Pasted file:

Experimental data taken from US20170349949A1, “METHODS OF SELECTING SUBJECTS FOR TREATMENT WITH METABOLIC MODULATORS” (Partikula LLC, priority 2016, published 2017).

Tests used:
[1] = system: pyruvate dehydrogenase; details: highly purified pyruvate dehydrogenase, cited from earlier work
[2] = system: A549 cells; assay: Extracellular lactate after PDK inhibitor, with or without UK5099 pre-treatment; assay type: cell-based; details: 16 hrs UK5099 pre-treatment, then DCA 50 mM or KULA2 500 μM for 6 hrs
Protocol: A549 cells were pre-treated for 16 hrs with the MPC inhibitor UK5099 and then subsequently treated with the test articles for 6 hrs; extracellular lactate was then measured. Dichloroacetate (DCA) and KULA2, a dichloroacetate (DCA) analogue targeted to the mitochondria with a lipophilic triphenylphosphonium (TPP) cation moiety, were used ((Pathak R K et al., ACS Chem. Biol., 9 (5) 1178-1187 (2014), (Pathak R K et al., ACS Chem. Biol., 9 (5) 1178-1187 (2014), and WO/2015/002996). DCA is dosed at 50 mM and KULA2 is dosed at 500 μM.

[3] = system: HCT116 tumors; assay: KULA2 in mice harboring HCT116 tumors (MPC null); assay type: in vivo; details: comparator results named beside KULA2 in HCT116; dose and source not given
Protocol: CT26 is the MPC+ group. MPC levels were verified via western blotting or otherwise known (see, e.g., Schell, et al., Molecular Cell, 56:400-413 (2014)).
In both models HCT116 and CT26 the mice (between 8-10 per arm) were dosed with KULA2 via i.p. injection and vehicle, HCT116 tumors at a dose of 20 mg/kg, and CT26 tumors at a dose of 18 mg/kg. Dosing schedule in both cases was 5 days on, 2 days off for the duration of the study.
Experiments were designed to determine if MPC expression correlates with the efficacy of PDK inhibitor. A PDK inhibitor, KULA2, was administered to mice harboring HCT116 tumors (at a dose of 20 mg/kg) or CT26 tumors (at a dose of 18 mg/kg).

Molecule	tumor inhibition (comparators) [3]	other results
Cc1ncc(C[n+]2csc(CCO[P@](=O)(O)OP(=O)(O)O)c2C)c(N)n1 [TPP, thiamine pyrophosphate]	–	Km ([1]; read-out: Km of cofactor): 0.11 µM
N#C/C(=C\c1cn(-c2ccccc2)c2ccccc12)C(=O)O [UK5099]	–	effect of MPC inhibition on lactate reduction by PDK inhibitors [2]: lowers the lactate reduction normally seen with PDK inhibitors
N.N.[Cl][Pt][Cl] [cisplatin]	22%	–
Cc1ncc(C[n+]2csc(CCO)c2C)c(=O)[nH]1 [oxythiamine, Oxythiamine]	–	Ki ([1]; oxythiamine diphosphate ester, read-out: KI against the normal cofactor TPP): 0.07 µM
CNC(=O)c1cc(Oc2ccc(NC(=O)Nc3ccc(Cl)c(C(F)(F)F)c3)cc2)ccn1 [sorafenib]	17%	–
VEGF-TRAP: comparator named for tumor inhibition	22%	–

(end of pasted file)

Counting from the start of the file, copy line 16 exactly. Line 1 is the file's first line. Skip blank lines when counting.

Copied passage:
VEGF-TRAP: comparator named for tumor inhibition	22%	–